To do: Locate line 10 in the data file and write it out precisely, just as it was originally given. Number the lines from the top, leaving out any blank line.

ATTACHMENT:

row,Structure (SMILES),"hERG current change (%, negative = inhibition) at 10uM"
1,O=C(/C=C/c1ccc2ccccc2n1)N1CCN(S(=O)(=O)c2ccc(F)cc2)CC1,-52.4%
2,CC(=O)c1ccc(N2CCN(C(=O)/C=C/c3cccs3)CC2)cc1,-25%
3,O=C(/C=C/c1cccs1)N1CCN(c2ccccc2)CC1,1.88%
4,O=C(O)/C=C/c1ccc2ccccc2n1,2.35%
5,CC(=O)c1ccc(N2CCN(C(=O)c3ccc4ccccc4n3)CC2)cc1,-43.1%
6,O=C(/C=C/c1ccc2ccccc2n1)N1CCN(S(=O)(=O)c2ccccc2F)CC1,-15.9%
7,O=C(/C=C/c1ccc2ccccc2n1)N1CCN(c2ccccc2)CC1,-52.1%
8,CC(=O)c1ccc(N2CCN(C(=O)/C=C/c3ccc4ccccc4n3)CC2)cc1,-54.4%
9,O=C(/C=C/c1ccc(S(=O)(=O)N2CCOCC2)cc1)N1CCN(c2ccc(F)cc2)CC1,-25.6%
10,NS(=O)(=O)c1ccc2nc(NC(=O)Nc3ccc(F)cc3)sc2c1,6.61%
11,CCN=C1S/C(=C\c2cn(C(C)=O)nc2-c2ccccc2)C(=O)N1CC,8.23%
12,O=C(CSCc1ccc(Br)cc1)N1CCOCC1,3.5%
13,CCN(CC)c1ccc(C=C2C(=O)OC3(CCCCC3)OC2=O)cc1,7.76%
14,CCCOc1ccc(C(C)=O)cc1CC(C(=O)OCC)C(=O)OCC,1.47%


9,O=C(/C=C/c1ccc(S(=O)(=O)N2CCOCC2)cc1)N1CCN(c2ccc(F)cc2)CC1,-25.6%